New Plan, 13% Layoffs, Mark Concur’s Third Quarter Disappointment

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New Plan, 13% Layoffs, Mark Concur's Third Quarter Disappointment
D. Geller - June 13, 2000

Event Summary

Concur Technologies, Inc. expects third quarter revenues between $12.8 million and $14 million. These numbers are lower than Wall Street analyst estimates. Further, the company's loss is now expected to be larger than analyst estimates of 70 cents per share (approximately $17.5 million). By comparison, Concur's Q2 revenues were $10.8 million with a net loss of $19.3 million.

In a press release announcing these predictions the company blamed its woes on its transition to a new operating model and on special charges associated with a workforce reduction of 13% -- 68 employees. The new operating model, to be overseen by a new COO/CFO named Stephen A. Young, calls for all business efforts to be focused on delivering its solutions through an ASP model. This is in reaction to an increase in ASP customers from 60 to 150 in six months. In the long run an ASP model produces a steady stream of revenues, but during the switchover the irregular flow of license revenues is interrupted while the ASP revenues are ramping up.

Market Impact

It is not too hard to imagine that one market impact of this announcement will be the near-term disappearance of Concur as a separate company. With its stock price around $5 - down from $5.5 just before the announcement and much lower than its July 1999 peak at above $40 - the market capitalization is less than $125 million, and the company held half of this as cash at the end of Q2. This makes it a tempting takeover target, especially since its product suite is well accepted and generally powerful (see Concur Aims To Be Single Point Of (Purchasing) Access).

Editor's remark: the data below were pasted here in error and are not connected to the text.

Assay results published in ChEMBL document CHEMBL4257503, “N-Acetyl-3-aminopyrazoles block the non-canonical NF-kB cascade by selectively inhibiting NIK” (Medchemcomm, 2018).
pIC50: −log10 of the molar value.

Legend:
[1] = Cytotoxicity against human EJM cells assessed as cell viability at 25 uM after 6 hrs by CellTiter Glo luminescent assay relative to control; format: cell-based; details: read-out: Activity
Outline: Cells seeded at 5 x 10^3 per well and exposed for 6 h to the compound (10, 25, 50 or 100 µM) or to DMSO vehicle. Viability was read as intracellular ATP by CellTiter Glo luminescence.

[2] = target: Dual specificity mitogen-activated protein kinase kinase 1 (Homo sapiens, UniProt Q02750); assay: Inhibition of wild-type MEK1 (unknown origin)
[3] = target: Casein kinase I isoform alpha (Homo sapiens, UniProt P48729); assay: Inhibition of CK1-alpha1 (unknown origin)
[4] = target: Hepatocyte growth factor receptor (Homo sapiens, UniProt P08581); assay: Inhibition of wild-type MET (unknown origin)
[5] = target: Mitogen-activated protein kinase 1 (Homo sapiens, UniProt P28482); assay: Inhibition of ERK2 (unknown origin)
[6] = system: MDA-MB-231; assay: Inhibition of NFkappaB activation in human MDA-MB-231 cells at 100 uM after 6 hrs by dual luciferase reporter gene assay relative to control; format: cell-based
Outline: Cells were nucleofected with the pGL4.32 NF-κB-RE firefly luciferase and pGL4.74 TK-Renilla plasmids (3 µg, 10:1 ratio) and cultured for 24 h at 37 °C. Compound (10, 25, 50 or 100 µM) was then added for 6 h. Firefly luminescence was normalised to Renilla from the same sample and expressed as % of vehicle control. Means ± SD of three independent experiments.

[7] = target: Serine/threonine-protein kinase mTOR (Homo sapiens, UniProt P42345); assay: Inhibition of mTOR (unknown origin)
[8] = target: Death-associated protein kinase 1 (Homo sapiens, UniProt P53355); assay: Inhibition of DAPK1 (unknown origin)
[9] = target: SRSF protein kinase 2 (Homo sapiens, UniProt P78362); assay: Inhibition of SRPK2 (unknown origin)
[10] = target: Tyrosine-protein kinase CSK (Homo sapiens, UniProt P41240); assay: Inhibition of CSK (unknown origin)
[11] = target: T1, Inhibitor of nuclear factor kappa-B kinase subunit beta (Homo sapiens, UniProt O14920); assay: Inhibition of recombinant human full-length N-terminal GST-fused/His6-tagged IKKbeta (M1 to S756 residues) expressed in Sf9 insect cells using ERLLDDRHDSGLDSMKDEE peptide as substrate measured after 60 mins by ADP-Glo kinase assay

Where Concur once had visions of being a direct competitor to Ariba, it is now finding its customers coming from small to mid-size companies. Although it has not stated specifically that it will retarget its focus this way in North America, it recently announced its entry into Europe specifically as a supplier of ASP services to small and mid-sized companies.

User Recommendations

As Concur goes through what may be a difficult time in the next few months some users will see an opportunity. Companies smaller than Concur's traditional customers now have an opportunity to gain access to powerful software that they could previously not afford. Concur's expense reporting application Concur Expense is a traditionally strong product and should survive any near-term cost cutting or management changes. Concur Procurement has less of a track record, but so long as the company remains relatively intact it is hard to imagine an e-procurement product being jettisoned.

There is the possibility, of course, that the company could be purchased for the purpose of acquiring just one of its assets. Still, it seems very unlikely that other ASP products would be terminated instantly and, without disregarding the true costs of integration, one of the reasons for choosing an ASP solution is exactly to gain some flexibility in changing vendors - or having vendors change under you.

We think that the danger for larger companies would be that Concur might not be able to maintain itself as an innovative software developer while running a hosting service. When push comes to shove, if there's a choice between putting resources on development and putting them on keeping current customers up and running, there's no real choice. And Concur's commitment to building a trading marketplace, almost a necessary ancillary for its e-procurement offering, is another direction the troops have to march in.

While prospective customers do need to be cautious before signing with Concur, we don't believe that they should drop the company from consideration as an ASP provider. Their products will place first or second in many evaluations, and their advantages could easily outweigh the risks inherent in the company's current situation.

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